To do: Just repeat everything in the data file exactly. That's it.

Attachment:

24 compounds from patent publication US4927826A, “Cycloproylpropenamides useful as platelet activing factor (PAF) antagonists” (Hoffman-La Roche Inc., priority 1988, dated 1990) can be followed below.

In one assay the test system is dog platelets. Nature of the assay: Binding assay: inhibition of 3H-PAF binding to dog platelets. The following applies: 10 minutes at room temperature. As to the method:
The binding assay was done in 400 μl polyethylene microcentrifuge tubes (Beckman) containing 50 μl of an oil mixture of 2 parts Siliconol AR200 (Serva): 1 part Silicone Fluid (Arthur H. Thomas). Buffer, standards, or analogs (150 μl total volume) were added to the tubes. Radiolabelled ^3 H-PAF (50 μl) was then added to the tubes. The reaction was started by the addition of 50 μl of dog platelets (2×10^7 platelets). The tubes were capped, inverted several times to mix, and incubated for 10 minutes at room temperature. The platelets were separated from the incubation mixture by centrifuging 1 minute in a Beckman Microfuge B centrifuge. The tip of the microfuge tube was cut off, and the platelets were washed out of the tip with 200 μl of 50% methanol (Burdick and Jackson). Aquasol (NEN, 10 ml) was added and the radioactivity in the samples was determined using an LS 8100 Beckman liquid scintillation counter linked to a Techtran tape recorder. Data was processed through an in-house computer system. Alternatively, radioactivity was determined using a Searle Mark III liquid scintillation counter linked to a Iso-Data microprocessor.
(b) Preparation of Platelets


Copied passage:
24 compounds from patent publication US4927826A, “Cycloproylpropenamides useful as platelet activing factor (PAF) antagonists” (Hoffman-La Roche Inc., priority 1988, dated 1990) can be followed below.

In one assay the test system is dog platelets. Nature of the assay: Binding assay: inhibition of 3H-PAF binding to dog platelets. The following applies: 10 minutes at room temperature. As to the method:
The binding assay was done in 400 μl polyethylene microcentrifuge tubes (Beckman) containing 50 μl of an oil mixture of 2 parts Siliconol AR200 (Serva): 1 part Silicone Fluid (Arthur H. Thomas). Buffer, standards, or analogs (150 μl total volume) were added to the tubes. Radiolabelled ^3 H-PAF (50 μl) was then added to the tubes. The reaction was started by the addition of 50 μl of dog platelets (2×10^7 platelets). The tubes were capped, inverted several times to mix, and incubated for 10 minutes at room temperature. The platelets were separated from the incubation mixture by centrifuging 1 minute in a Beckman Microfuge B centrifuge. The tip of the microfuge tube was cut off, and the platelets were washed out of the tip with 200 μl of 50% methanol (Burdick and Jackson). Aquasol (NEN, 10 ml) was added and the radioactivity in the samples was determined using an LS 8100 Beckman liquid scintillation counter linked to a Techtran tape recorder. Data was processed through an in-house computer system. Alternatively, radioactivity was determined using a Searle Mark III liquid scintillation counter linked to a Iso-Data microprocessor.
(b) Preparation of Platelets